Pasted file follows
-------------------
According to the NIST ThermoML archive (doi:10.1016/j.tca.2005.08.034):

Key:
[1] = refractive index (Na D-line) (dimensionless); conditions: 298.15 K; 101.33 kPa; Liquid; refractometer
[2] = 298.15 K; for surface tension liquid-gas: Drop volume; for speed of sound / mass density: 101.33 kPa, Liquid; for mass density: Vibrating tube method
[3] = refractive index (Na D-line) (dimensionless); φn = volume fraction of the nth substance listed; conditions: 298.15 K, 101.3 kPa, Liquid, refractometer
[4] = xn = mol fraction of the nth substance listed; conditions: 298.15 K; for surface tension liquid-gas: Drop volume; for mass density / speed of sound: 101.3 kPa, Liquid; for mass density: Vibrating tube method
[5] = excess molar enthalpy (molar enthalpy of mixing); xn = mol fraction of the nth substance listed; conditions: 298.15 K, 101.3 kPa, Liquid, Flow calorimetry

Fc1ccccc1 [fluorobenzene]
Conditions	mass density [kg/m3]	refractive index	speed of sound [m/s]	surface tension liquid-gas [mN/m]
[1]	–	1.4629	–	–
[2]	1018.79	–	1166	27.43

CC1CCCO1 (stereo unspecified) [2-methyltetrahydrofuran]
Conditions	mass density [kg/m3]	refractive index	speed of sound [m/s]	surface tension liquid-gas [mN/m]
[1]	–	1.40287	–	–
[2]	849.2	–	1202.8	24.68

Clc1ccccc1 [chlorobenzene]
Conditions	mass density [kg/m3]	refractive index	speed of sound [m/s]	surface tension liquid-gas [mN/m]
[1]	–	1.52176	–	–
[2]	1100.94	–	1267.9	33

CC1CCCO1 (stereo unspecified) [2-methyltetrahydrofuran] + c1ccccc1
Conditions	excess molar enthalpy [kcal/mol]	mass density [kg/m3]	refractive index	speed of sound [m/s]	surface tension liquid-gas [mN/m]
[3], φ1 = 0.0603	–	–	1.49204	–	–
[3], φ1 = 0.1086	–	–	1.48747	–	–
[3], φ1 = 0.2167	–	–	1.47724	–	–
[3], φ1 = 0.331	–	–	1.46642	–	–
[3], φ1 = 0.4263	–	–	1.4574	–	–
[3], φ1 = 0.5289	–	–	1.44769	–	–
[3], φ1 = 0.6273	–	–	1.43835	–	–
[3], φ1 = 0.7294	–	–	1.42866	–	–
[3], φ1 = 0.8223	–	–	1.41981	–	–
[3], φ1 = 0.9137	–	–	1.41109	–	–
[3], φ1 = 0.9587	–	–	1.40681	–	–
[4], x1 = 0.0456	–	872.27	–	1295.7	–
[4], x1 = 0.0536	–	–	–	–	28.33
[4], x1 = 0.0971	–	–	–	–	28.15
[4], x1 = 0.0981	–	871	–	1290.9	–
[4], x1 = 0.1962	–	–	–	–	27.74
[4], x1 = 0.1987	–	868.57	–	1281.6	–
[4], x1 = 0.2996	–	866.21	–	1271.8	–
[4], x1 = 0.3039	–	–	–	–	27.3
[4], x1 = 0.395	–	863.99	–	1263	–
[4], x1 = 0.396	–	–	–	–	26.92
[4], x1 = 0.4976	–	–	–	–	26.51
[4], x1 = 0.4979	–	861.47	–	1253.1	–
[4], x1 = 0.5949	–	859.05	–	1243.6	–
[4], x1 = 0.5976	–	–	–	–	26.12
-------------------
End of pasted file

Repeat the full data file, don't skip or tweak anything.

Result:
According to the NIST ThermoML archive (doi:10.1016/j.tca.2005.08.034):

Key:
[1] = refractive index (Na D-line) (dimensionless); conditions: 298.15 K; 101.33 kPa; Liquid; refractometer
[2] = 298.15 K; for surface tension liquid-gas: Drop volume; for speed of sound / mass density: 101.33 kPa, Liquid; for mass density: Vibrating tube method
[3] = refractive index (Na D-line) (dimensionless); φn = volume fraction of the nth substance listed; conditions: 298.15 K, 101.3 kPa, Liquid, refractometer
[4] = xn = mol fraction of the nth substance listed; conditions: 298.15 K; for surface tension liquid-gas: Drop volume; for mass density / speed of sound: 101.3 kPa, Liquid; for mass density: Vibrating tube method
[5] = excess molar enthalpy (molar enthalpy of mixing); xn = mol fraction of the nth substance listed; conditions: 298.15 K, 101.3 kPa, Liquid, Flow calorimetry

Fc1ccccc1 [fluorobenzene]
Conditions	mass density [kg/m3]	refractive index	speed of sound [m/s]	surface tension liquid-gas [mN/m]
[1]	–	1.4629	–	–
[2]	1018.79	–	1166	27.43

CC1CCCO1 (stereo unspecified) [2-methyltetrahydrofuran]
Conditions	mass density [kg/m3]	refractive index	speed of sound [m/s]	surface tension liquid-gas [mN/m]
[1]	–	1.40287	–	–
[2]	849.2	–	1202.8	24.68

Clc1ccccc1 [chlorobenzene]
Conditions	mass density [kg/m3]	refractive index	speed of sound [m/s]	surface tension liquid-gas [mN/m]
[1]	–	1.52176	–	–
[2]	1100.94	–	1267.9	33

CC1CCCO1 (stereo unspecified) [2-methyltetrahydrofuran] + c1ccccc1
Conditions	excess molar enthalpy [kcal/mol]	mass density [kg/m3]	refractive index	speed of sound [m/s]	surface tension liquid-gas [mN/m]
[3], φ1 = 0.0603	–	–	1.49204	–	–
[3], φ1 = 0.1086	–	–	1.48747	–	–
[3], φ1 = 0.2167	–	–	1.47724	–	–
[3], φ1 = 0.331	–	–	1.46642	–	–
[3], φ1 = 0.4263	–	–	1.4574	–	–
[3], φ1 = 0.5289	–	–	1.44769	–	–
[3], φ1 = 0.6273	–	–	1.43835	–	–
[3], φ1 = 0.7294	–	–	1.42866	–	–
[3], φ1 = 0.8223	–	–	1.41981	–	–
[3], φ1 = 0.9137	–	–	1.41109	–	–
[3], φ1 = 0.9587	–	–	1.40681	–	–
[4], x1 = 0.0456	–	872.27	–	1295.7	–
[4], x1 = 0.0536	–	–	–	–	28.33
[4], x1 = 0.0971	–	–	–	–	28.15
[4], x1 = 0.0981	–	871	–	1290.9	–
[4], x1 = 0.1962	–	–	–	–	27.74
[4], x1 = 0.1987	–	868.57	–	1281.6	–
[4], x1 = 0.2996	–	866.21	–	1271.8	–
[4], x1 = 0.3039	–	–	–	–	27.3
[4], x1 = 0.395	–	863.99	–	1263	–
[4], x1 = 0.396	–	–	–	–	26.92
[4], x1 = 0.4976	–	–	–	–	26.51
[4], x1 = 0.4979	–	861.47	–	1253.1	–
[4], x1 = 0.5949	–	859.05	–	1243.6	–
[4], x1 = 0.5976	–	–	–	–	26.12